Last week, Red Hat released the beta of Enterprise Linux 6.9. This new version of RHEL supports Transport Layer Security (TLS) 1.2. This gives RHEL 6.9 complete support for TLS 1.2 in the shipped security libraries. TLS 1.2 is recommended by modern security standards. Simultaneously, insecure cryptographic protocols and algorithms, such as MD5, SHA0, RC4, or 512-bit DH, have been deprecated. For this reason alone, you’ll want to upgrade to RHEL 6.9 as soon as possible.

Goodbye cmd.exe


Remember all those times Microsoft, Microsoft MVPs, and others said “YOU MUST LEARN POWERSHELL” like there was no avoiding it?? Well, in case you didn’t start to learn, now is your last change. Microsoft released the latest insider build of Windows 10 and removed the 30-year old DOS command box. So, learn PowerShell (which celebrates it’s 10th birthday). Have a look at the Microsoft Virtual Academy for free courses.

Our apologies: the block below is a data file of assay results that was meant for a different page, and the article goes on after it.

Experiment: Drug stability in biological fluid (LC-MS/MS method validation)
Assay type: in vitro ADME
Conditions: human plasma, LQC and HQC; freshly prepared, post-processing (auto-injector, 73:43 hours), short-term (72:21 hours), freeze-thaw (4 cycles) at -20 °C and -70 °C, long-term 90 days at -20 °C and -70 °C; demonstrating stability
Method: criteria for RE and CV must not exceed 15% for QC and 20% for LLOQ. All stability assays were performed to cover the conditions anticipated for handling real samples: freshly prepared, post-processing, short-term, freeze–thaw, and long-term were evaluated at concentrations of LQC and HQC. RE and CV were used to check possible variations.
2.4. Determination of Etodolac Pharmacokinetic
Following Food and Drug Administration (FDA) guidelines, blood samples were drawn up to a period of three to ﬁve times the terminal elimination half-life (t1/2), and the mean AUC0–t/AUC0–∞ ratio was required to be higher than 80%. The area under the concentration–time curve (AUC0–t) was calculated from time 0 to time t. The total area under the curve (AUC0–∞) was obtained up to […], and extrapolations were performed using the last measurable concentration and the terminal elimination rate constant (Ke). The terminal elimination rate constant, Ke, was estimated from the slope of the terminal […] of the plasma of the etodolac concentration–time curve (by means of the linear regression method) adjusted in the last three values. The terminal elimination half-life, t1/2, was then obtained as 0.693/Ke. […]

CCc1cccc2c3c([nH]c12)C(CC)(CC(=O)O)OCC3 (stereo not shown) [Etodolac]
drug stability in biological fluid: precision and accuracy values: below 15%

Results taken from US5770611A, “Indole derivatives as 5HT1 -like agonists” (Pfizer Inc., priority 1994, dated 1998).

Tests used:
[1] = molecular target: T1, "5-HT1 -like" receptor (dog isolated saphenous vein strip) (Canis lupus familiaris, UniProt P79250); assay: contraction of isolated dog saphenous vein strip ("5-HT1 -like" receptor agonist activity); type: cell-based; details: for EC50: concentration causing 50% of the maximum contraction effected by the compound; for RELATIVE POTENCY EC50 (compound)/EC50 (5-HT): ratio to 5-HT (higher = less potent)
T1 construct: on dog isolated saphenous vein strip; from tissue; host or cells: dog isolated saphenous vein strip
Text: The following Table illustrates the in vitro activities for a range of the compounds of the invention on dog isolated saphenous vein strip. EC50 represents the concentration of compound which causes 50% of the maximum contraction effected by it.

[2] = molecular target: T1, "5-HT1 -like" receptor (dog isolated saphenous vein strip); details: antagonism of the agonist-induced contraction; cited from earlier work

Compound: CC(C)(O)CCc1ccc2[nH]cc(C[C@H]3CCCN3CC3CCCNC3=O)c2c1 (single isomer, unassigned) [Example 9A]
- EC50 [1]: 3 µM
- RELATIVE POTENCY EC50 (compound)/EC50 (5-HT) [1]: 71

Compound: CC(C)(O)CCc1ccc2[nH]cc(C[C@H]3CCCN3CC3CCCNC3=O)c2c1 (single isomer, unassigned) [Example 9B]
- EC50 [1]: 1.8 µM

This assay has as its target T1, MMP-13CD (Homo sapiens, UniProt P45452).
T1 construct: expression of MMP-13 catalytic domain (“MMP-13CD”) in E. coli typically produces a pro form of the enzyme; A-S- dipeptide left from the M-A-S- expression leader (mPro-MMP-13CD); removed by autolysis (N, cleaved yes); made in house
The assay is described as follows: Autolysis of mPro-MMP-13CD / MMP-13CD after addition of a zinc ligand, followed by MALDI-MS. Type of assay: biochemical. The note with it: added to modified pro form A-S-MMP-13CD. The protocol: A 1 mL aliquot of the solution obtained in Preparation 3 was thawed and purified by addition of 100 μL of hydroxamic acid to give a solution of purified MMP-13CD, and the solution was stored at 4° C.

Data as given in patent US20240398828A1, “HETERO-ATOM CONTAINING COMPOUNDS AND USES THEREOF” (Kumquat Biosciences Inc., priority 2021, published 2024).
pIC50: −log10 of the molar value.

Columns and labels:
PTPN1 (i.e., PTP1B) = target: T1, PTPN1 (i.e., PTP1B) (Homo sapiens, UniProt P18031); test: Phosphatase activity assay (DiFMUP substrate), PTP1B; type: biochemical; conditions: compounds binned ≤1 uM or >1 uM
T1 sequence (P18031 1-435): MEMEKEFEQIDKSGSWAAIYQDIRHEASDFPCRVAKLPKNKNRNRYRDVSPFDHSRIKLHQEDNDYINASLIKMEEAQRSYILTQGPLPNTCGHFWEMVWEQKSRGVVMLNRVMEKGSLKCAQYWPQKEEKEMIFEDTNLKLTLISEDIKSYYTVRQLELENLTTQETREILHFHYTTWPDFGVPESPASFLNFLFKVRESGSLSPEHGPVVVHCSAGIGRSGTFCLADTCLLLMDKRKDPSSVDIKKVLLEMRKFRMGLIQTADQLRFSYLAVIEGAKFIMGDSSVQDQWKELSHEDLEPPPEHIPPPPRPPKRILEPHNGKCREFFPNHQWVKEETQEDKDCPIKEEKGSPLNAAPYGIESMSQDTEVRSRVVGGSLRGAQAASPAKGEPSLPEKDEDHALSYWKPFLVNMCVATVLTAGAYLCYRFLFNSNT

Soft Restart in Windows Server 2016


A cool new, but optional feature has landed in Windows Server 2016: Soft Restart. Once installed, it provides the capability to initiate a soft restart, which skips hardware initialisation. In other words, it restarts the operating system without restarting the whole machine. After installation, there are two ways to initiate Soft Restart:

Command Line: shutdown /r /soft /t 0
PowerShell: Restart-Computer -Soft